This movie shows the idealized career of the singer Al Jolson, a little Jewish boy who goes against the will of his father in order to be in showbiz. He becomes a star, falls in love with a... See full summary »
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This movie shows the idealized career of the singer Al Jolson, a little Jewish boy who goes against the will of his father in order to be in showbiz. He becomes a star, falls in love with a non-Jewish dancer, and marries her. In the end he chooses success on the stage. Written by
Stephan Eichenberg <firstname.lastname@example.org>
In his autobiography, the producer, Sidney Skolsky, states that 3/4 of the film was written by John Howard Lawson. However due to the fact that he was one of the "Hollywood Ten", Harry Cohn refused to give him a screen credit. See more »
The Jazz Singer had its world premiere at the Warner Theatre in New York, not the Winter Garden as depicted in the film (as "The Jolson Story" was a Columbia picture, the change is understandable). See more »
Al Jolson, along with Frank Sinatra, were perhaps the two greatest singer/entertainers of the 20th Century. This film, made in 1946, was both the launching pad and "ball and chain" for Larry Parks. His performance was so good it earned him an Academy Award nomination. He spent countless hours perfecting the Jolson mannerisms and lip-syncing the songs that the great Jolson recorded for the movie. Unfortunately he became so typecast in the role that his reprise of the role in the sequel in 1949 was his only other claim to fame. That, and his admission and subsequent subliminal blacklist from Hollywood for being a member of the Communist Party between 1941-1951, stopped his career before it ever really had a chance to bloom.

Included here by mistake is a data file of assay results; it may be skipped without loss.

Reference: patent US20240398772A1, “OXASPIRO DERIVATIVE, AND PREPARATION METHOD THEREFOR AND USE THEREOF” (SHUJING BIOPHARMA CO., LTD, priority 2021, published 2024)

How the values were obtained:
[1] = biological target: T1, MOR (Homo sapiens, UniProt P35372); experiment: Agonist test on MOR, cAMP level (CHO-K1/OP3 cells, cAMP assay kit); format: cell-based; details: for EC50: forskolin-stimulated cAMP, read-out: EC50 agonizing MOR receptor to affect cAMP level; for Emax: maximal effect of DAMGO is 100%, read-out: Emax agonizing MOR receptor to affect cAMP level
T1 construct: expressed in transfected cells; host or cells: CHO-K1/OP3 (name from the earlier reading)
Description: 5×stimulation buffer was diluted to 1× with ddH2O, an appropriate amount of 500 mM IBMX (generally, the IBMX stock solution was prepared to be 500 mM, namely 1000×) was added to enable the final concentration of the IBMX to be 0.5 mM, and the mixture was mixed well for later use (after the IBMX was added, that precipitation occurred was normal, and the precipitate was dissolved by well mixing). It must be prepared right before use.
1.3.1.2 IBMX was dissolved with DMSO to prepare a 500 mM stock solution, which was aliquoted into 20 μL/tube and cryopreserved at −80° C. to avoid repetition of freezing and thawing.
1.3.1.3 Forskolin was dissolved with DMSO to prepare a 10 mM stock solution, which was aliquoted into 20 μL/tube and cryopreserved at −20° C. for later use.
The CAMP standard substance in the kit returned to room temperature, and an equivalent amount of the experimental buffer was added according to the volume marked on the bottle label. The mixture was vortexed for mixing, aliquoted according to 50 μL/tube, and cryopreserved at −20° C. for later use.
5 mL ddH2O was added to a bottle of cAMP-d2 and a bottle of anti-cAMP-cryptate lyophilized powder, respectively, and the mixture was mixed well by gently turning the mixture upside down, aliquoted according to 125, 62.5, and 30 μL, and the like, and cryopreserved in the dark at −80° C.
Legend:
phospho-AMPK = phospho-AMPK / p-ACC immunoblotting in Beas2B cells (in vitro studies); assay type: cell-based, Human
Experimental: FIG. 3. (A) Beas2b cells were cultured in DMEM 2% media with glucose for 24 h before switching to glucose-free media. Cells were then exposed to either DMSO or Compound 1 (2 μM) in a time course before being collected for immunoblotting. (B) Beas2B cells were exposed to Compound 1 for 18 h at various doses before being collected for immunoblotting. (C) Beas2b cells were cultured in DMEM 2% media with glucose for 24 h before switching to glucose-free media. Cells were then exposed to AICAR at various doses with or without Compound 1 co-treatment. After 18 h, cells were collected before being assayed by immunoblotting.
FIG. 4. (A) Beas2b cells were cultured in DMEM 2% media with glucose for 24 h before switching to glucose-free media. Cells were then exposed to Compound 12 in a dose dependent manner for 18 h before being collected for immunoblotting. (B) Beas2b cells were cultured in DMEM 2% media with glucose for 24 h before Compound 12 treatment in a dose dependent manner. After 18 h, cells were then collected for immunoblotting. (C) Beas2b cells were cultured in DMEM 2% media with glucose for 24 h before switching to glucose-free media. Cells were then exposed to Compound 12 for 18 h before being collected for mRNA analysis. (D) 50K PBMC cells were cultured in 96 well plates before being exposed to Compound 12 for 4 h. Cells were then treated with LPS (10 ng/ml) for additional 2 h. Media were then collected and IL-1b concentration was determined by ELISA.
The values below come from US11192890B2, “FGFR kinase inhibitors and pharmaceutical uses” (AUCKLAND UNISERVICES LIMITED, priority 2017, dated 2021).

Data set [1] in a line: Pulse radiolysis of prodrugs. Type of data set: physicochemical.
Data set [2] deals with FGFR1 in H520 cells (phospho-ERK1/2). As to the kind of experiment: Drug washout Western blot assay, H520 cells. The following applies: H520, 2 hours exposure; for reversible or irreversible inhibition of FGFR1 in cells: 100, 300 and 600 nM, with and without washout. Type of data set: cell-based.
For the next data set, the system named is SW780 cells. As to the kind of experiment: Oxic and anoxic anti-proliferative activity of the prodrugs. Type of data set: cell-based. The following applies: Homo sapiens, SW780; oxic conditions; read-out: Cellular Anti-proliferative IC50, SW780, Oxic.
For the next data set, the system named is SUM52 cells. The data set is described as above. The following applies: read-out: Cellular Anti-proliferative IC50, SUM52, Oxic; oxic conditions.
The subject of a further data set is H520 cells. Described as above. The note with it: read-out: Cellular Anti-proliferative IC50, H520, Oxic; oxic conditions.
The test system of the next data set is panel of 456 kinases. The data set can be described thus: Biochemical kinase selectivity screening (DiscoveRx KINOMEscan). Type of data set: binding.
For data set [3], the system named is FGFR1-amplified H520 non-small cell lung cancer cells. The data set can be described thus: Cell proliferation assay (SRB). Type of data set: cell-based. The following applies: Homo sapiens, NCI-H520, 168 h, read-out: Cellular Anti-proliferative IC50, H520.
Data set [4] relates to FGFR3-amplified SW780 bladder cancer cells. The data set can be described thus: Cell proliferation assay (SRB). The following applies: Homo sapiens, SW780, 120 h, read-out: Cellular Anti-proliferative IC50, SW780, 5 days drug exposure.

My father had me watch this movie as a kid on Million Dollar Movie and I was taken by the personality, drive, energy, and talent of this great entertainer. Hearing about, and seeing, silent movies made me all the more in awe of the talent Jolson must have been since Hollywood banked it's future on talkies with "The Jazz Singer".
Besides Parks excellent performances are also put in by William Demerest, who many of us remember as Uncle Charlie in My Three Sons, Evelyn Keyes as Julie Benson (Jolson's first wife) and the rest of the cast. The 1949 making of Jolson Sings Again is also worthwhile, if for no other reason than watching Parks do the masterful lip-sync and the incredible vocals of Jolson.
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